Thailand: 1990

By RJ West

    “Spinning through the void on our way to anywhere.Time is just a joke change is all we understand.  Life is a mirage, only a mirage dancing on the desert sand.”

                                                                                    -Utopia, Caravan.*

            The sun unmercifully beat down upon our heads as we trudged through the still, dry, air.  The north Thailand jungle burned around us clearing brush from the land.  Ahead a voice came back: “There’s rumors of cold Singha beers waiting at the camp!”  Suddenly the pace picked up.

            Early April, the dry season when temperatures average 40 degrees Celsius.  Up in the mountains near Myanmar (Burma) & Laos, in the Golden Triangle, a French Canadian girl, three Bavarians, & myself hiked and lived with various hill tribes who grew the infamous poppy.  Our technological society ceased to exist, unimportant to Red Lahu, White Karen & Lisu tribes who live today as they did a hundred years ago. (Colour of tribal names is derived from the woolen clothes they wear.)  Farm animals live under houses built on stilts, a lucky village may have a foot powered sewing machine, and lights are either candles or kerosene.  Communications between tribes is by foot; in a White Karen village a runner came to tell the chief that police were looking for addicts.  Poppies are grown outside the village hidden in cornfields, but little of the wealth leaving the Golden Triangle comes back to the villagers.  In fact if caught smoking the opium a man is first jailed one month, on second offence one year.  This is detrimental when hands are needed in the rice paddies during the rainy season.

            An average village consists of about 20 families or 100 people.  You don’t appreciate the size of the village until Montezuma’s Revenge strikes and you find yourself running from the center of the village out into the jungle where you commence training on strengthening your thigh muscles by squatting for long periods of time.  Water was brought up from artesian wells in old motor oil bottles, or if we were really lucky there was a stream running through the village and we could bath and do laundry (sometimes simultaneously).  Never point to anything with your foot, never sit with your feet pointing at any one, especially a lady.  (Sure, you think, no problem seated in a chair feet planted on the ground.  Ha!  Try sitting on the floor with a bunch of people.)  Never touch any one’s head, like patting a child’s head or ruffling their hair.  All Buddha knowledge is in the head, the dust of the earth upon the soles of your feet—the high & the low.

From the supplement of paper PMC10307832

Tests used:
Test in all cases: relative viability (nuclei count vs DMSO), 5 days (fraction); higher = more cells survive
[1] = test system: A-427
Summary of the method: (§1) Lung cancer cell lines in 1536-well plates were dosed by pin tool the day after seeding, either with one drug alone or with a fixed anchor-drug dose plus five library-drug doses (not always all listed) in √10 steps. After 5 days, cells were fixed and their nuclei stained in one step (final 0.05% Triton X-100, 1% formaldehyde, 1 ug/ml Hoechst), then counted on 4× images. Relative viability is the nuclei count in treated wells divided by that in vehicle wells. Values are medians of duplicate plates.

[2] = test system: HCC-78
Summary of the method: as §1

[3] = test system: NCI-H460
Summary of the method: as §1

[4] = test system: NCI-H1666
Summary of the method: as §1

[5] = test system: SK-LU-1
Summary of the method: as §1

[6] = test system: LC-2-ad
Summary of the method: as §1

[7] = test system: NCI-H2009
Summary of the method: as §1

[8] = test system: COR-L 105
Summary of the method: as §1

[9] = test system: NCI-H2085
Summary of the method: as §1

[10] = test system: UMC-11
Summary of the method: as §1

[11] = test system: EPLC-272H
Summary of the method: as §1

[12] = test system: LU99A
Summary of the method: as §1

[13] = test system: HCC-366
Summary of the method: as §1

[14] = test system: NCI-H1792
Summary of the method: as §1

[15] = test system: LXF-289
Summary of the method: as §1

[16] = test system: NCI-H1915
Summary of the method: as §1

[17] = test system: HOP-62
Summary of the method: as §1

One evening an old woman came to have tea with us.  She poured water over the tea then went to add coffee to it.  I stopped her saying: “Medi!  Medi!  Namcha, kafair.”  No!  No!  Tea, coffee.  Once she knew how to make instant coffee and add whitener and sugar she commenced to sipping and sharing it with her grandson.  More coffee was added, then more sugar, then more sugar, soon our bowl of natural sugar had disappeared into the cup and the boy was looking a little green.  When there was no more the old lady smiled and bowed her thanks for sharing.  Personally with nothing but boiled tea to drink we made “happy tea,” someone always seemed to have a bottle of Mae Kong whisky to lace it with!